Yep, their best self.


Stu Richards (03:57):

Yes, exactly.


Rob Parsons (04:00):

Something I noticed, and you touched on it in the survey, there was a lot of focus on how to make the remote experience better, how to make the remote work more productive. But now we're talking about what's happening inside that hybrid office, what they're doing with communication technology. You would mention things about conference rooms and cubicles. Tell me a little bit about that because hybrid work doesn't just impact the remote employee, it impacts the in-office employee.


Stu Richards (04:28):

Yeah, no, it's really interesting. And yeah, so one of the things that jumped out at us was yeah, the difference between how HR leaders are seeing the use of technology to optimize for our hybrid workforce versus principals. So, for HR leaders, again, it was kind of interesting, because it seems like such a small tactical thing, but for them the most important use of technology was to make it easy for a hybrid worker to come in and request a workspace or a conference room or whatever they need to be effective in the home office or the central office that day. And for business leaders, it was more about equipping them for training, again, to be sure that their skills are as sharp as they can be, so they can be as productive as they can be. But we also saw a reliance actually on the part of either HR or business principals for using technology to foster onboarding, which is a real challenge when you're talking about hiring someone who is remote, may continue to be remote, making sure that they're not just booked into payroll and signed up for benefits, but they can really be acculturated effectively, and they understand what their goals are, and they understand how to achieve those and to communicate with their management most effectively. So, we're seeing a lot of really holistic thinking about how do you use technology to make workers most effective, regardless of how long they've been with you or where they're located.


Rob Parsons (05:56):

I love the technology story, I love the technology, but training was a part of this story too, and not just technology-enabling training, but really trying to get people prepared and acclimated and effective with new technologies, with new work arrangements, with new work environments. Tell me a little bit about what you saw on the training side.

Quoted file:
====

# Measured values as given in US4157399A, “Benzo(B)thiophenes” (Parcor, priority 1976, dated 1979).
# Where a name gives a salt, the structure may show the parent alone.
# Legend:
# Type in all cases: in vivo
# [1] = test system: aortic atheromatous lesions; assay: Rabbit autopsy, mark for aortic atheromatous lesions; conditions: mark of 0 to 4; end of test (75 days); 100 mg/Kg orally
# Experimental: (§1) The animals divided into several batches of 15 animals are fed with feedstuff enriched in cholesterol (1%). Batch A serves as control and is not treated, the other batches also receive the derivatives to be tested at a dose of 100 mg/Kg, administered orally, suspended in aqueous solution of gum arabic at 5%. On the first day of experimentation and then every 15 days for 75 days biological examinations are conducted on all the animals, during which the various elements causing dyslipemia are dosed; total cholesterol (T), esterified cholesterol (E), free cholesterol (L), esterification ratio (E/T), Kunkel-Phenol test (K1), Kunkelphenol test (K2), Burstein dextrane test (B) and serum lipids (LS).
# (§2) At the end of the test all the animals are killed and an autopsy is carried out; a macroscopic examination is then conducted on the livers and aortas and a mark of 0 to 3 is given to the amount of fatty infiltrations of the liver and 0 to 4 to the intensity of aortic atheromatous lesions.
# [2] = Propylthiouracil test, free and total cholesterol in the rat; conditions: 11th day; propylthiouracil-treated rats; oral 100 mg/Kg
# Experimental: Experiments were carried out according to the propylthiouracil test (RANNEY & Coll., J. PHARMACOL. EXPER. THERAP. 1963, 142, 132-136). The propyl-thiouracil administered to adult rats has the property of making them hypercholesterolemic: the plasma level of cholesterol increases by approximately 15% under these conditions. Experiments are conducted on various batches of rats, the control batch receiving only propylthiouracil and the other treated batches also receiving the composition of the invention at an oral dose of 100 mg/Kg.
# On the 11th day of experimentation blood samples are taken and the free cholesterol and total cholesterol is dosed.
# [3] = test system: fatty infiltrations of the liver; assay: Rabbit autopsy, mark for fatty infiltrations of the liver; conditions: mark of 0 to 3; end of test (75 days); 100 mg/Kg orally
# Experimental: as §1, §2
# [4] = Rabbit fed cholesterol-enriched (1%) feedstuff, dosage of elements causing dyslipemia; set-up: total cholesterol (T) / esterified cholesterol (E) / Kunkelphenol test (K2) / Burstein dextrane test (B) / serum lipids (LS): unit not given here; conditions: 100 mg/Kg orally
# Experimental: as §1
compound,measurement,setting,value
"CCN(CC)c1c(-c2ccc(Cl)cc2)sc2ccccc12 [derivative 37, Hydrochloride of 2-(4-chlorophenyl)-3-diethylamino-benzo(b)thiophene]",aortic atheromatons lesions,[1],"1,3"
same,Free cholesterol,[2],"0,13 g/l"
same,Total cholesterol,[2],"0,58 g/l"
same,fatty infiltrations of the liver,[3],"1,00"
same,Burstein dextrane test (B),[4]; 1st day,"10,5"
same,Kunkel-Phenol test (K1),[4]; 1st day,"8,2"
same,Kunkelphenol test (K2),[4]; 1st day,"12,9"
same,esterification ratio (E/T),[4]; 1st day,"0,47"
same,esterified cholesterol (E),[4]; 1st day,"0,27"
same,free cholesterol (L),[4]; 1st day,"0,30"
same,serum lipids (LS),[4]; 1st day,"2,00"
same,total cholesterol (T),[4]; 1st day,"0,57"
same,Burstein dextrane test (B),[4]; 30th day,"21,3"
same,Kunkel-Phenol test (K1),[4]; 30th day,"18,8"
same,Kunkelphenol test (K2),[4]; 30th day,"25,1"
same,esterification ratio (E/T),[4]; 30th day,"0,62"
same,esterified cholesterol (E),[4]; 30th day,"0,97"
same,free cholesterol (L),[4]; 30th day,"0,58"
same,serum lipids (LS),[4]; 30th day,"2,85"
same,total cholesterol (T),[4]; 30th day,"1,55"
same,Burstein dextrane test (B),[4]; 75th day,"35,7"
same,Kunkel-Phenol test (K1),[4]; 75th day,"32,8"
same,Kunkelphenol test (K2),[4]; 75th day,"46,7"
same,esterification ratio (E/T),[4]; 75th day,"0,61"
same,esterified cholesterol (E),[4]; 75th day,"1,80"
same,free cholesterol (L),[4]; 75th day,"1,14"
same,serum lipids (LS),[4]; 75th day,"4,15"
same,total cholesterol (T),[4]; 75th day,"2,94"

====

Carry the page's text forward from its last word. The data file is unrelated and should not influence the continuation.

Stu Richards (06:20):

Yeah, it was interesting, Rob, because what we would expect going into this is that training just means getting you better at your skills. So, if you're a data analyst, you're going become a better data analyst, so whatever your job is, but it wasn't just that. So, we saw a real emphasis, as well, on the use of training to help, for example, managers to do a better job managing remote employees, because not every manager has a lot of experience with that. So, helping them to understand, again, how do you make sure that your remote employees are engaged? How do you make sure that they understand whatever might be unique about your work culture? How do you make sure that they're happy and productive? So, the use of training, it was broader than we assumed going into the research. It's one of the things we love about research, there's always some surprise, so it wasn't just skills, simple, straightforward skills management, but it was really helping managers to help remote employees to be as effective all around in their job as they can be.


Rob Parsons (07:23):

I thought that was a huge finding. We expect everybody to adjust, we expect a lot of managers, middle managers to just adjust naturally to it, and it's a completely different work environment now. So, I understand why we would want to bring training in to help them be more effective, be better at what they're doing versus, or not versus, but in addition to helping employees be better at what they're doing.


Stu Richards (07:46):

Absolutely, yeah.


Rob Parsons (07:47):

So, a lot of this even plays into the employee experience. And what I liked what you did this year was you explored the employee experience, if I'm an HR manager or an HR leader, what's my experience, as well as if I'm just a frontline employee, what's my experience? So, can you tell us a little bit about what you saw, what you learned about employee experience for those two audiences?